Coats for hundreds

Published on November 28, 2012
Over 250 in Amherst alone

AMHERST – A cold morning. Frost on the ground, car windows sparkling. A day for hats and mittens, never mind a coat.

But what if you didn’t have a coat? Or buying a coat left you short for groceries?

“There’s a lot of gratitude,” said Colleen Dowe, chairperson of Empowering Beyond Barriers, the group behind Coats for Cumberland.

Coats are collected year-round at public health and Maggie’s Place, then distributed at the end of November and the beginning of December. No screening of recipients is done, and no questions are asked.

Collection points were set up this fall in Amherst, Advocate, Springhill, Oxford, River Hebert, Parrsboro, Pugwash and Wentworth. A ‘store’ is opened for one day in each location to distribute the collected coats. Distribution in Amherst was on Nov. 23, in the Amherst Centre Mall (the space was donated by the shopping centre).

“It’s amazing to see,” said Dowe.

The organizer said for the first 20 minutes of a distribution there are so many bodies it’s hard to move. But she said people are polite and helpful. Some people bring in their old coast to donate at the same time as they’re picking up a new garment.

Amherst saw 255 coats given, as well as snowpants, hats, mitts and scarves. Last year, almost 600 coats got new homes county-wide.

River Hebert is a new distribution site this year. The store takes place Dec. 4, from 10 a.m. to 8 p.m. at the United Church hall. Coats will also be distributed in Pugwash Dec. 5, from 11 a.m. to 3 p.m., at North Cumberland Care Centre.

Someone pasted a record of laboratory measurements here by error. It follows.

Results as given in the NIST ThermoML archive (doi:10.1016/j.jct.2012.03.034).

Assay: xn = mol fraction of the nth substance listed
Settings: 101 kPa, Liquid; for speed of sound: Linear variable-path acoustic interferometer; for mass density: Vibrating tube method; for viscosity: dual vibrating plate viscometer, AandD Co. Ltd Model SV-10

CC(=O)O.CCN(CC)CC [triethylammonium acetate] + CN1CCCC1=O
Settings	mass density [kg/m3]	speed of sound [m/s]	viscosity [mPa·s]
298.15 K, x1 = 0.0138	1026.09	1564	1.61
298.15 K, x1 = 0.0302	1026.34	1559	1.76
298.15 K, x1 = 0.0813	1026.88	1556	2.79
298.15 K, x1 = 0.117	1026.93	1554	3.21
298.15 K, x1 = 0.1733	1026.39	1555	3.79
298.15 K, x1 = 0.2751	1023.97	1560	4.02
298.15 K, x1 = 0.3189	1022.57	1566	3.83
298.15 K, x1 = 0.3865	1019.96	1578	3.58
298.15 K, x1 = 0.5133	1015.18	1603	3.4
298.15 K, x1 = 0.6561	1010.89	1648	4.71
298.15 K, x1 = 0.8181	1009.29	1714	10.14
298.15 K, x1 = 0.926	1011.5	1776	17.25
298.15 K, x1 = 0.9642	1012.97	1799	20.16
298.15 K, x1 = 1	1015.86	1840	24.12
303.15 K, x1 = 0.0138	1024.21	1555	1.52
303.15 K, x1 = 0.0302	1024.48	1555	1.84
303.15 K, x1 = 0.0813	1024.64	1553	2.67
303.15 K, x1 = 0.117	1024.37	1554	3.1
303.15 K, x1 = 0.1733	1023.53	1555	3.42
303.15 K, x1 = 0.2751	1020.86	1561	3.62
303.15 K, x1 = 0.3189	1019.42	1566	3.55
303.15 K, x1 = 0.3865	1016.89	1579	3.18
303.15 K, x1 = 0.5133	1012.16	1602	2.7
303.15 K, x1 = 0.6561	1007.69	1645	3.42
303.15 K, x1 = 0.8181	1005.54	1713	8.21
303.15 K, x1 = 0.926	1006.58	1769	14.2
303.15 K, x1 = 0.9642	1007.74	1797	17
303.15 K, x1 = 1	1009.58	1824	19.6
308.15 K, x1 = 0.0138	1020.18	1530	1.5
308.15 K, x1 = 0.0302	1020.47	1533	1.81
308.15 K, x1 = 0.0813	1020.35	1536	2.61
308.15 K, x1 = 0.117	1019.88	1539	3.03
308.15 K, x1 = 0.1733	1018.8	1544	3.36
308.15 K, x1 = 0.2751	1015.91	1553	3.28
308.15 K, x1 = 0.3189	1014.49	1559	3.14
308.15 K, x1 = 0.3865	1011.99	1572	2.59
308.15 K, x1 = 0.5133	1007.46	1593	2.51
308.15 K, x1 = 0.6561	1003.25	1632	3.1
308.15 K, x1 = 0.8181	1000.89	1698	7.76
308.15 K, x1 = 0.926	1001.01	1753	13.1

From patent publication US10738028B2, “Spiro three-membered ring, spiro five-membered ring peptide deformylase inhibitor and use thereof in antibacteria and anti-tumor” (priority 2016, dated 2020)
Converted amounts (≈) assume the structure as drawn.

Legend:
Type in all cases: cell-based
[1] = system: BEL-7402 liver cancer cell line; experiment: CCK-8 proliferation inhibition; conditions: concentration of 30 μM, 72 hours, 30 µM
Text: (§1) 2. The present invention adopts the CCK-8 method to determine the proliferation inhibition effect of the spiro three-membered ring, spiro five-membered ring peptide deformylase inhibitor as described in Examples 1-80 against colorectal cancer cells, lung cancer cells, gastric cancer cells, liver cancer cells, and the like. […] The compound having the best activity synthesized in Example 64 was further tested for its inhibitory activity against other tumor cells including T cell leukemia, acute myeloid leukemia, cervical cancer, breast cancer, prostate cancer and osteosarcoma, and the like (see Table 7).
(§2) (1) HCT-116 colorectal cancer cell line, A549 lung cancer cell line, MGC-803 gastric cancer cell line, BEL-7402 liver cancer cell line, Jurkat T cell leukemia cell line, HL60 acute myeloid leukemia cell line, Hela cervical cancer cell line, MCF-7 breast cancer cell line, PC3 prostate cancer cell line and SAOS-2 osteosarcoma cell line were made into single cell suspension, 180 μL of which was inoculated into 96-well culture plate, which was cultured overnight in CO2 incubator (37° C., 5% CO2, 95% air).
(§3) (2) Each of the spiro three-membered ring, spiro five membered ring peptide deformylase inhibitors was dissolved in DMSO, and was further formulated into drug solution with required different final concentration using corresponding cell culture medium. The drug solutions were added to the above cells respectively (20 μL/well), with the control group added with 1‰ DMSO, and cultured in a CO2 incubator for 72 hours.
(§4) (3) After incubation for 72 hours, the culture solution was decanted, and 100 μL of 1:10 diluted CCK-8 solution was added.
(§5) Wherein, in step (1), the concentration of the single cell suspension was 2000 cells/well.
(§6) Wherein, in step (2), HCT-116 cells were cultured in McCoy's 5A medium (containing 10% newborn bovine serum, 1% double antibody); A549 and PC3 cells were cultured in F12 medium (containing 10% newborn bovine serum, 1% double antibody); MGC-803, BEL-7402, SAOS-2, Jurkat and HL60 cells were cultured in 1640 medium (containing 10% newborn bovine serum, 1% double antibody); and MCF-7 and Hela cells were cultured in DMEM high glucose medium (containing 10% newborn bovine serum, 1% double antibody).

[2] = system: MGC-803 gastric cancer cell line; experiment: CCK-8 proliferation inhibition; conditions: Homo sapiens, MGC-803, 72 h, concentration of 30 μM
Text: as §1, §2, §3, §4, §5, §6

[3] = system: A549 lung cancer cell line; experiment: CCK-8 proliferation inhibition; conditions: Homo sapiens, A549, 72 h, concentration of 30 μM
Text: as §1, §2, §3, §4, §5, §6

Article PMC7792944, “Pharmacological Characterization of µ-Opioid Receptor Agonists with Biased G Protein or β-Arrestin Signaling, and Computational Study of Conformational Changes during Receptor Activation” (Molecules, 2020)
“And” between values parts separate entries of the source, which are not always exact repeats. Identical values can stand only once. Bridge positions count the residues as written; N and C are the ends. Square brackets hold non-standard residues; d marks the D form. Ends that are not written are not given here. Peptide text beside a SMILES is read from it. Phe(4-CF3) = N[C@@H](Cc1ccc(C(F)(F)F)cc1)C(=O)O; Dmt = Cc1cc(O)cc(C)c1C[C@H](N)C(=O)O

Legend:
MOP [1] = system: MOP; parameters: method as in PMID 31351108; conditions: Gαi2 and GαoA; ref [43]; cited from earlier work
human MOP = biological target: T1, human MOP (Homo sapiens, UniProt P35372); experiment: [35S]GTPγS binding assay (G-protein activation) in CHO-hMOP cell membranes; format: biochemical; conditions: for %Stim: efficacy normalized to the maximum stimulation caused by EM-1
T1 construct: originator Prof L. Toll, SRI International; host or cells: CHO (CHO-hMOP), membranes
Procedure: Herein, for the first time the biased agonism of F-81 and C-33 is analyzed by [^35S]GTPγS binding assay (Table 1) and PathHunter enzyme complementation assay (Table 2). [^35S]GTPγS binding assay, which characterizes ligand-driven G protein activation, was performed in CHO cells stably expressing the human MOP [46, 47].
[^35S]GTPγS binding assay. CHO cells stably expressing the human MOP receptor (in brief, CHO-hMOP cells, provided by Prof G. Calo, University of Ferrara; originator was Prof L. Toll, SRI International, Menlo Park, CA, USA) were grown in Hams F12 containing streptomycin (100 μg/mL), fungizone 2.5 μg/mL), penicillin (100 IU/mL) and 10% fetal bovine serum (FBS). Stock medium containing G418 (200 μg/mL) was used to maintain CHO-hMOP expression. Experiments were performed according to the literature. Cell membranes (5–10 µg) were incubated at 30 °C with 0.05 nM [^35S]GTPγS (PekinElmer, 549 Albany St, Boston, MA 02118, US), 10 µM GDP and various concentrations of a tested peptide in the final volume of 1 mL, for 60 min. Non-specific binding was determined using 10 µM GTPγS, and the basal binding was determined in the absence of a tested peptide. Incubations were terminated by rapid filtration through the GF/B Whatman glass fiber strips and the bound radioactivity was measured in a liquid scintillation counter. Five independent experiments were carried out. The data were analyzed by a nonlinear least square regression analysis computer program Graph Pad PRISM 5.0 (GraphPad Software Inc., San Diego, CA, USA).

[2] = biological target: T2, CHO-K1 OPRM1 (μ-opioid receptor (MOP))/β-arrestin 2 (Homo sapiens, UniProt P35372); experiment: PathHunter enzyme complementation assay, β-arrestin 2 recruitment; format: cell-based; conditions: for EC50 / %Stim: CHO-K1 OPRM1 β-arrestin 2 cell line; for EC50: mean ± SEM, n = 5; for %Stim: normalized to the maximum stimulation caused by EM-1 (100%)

“You have to have a coat,” said Dowe.

The health educator, employed with public health, said some of the people they help wouldn’t have a coat if not for the annual event. Others can ill afford taking money from another part of their budget to pay for winter garb. She said calls from donors start coming in in September, but calls asking for a coat swell by November. They give out more adult coats than kids, but Dowe said some of that difference may be attributable to a lack of coats in kids sizes 6 to 16.

Help from community partners has increased over the years Coats for Cumberland has operated. They received their first corporate cash donation this year. And now they’re looking at selling Christmas cards and year-round cards to raise funds.

Dowe said she sees the charitable endeavor continuing for the foreseeable future.

“We certainly hope,” she said.